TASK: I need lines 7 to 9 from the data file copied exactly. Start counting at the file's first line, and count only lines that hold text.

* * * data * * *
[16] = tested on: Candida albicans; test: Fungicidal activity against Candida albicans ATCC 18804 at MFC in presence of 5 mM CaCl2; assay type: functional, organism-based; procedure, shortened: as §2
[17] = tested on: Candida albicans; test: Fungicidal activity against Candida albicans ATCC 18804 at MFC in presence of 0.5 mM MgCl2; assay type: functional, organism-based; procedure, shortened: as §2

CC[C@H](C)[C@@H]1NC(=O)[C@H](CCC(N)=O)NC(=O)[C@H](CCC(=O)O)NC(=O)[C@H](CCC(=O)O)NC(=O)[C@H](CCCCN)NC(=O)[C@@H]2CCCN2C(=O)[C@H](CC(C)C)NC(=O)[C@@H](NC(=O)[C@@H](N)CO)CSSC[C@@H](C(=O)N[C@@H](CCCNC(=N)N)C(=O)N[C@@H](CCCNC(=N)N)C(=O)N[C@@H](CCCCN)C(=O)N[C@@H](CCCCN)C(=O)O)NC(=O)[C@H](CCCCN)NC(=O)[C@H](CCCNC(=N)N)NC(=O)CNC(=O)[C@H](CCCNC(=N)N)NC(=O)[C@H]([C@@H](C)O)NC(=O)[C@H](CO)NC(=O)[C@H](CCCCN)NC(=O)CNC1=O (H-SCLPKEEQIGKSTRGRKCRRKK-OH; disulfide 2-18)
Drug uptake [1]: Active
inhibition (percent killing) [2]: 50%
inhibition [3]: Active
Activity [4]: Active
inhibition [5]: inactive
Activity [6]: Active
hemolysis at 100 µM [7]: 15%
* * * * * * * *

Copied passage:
Activity [4]: Active
inhibition [5]: inactive
Activity [6]: Active